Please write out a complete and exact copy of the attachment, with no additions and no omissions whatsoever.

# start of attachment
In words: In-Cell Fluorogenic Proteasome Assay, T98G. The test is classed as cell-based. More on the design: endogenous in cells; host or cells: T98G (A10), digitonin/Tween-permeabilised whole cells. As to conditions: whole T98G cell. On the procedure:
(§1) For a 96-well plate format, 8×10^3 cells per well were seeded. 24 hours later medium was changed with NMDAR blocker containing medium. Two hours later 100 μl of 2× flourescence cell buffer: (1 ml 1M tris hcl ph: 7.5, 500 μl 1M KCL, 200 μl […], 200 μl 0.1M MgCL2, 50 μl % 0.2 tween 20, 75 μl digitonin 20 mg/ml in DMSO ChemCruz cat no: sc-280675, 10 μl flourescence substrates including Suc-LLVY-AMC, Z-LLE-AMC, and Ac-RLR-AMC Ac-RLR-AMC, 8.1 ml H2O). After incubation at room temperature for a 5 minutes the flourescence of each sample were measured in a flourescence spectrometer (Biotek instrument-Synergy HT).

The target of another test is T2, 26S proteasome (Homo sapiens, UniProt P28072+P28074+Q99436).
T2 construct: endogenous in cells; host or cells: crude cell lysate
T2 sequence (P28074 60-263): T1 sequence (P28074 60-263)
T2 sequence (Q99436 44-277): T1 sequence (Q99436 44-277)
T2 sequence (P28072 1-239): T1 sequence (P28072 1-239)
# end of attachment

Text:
In words: In-Cell Fluorogenic Proteasome Assay, T98G. The test is classed as cell-based. More on the design: endogenous in cells; host or cells: T98G (A10), digitonin/Tween-permeabilised whole cells. As to conditions: whole T98G cell. On the procedure:
(§1) For a 96-well plate format, 8×10^3 cells per well were seeded. 24 hours later medium was changed with NMDAR blocker containing medium. Two hours later 100 μl of 2× flourescence cell buffer: (1 ml 1M tris hcl ph: 7.5, 500 μl 1M KCL, 200 μl […], 200 μl 0.1M MgCL2, 50 μl % 0.2 tween 20, 75 μl digitonin 20 mg/ml in DMSO ChemCruz cat no: sc-280675, 10 μl flourescence substrates including Suc-LLVY-AMC, Z-LLE-AMC, and Ac-RLR-AMC Ac-RLR-AMC, 8.1 ml H2O). After incubation at room temperature for a 5 minutes the flourescence of each sample were measured in a flourescence spectrometer (Biotek instrument-Synergy HT).

The target of another test is T2, 26S proteasome (Homo sapiens, UniProt P28072+P28074+Q99436).
T2 construct: endogenous in cells; host or cells: crude cell lysate
T2 sequence (P28074 60-263): T1 sequence (P28074 60-263)
T2 sequence (Q99436 44-277): T1 sequence (Q99436 44-277)
T2 sequence (P28072 1-239): T1 sequence (P28072 1-239)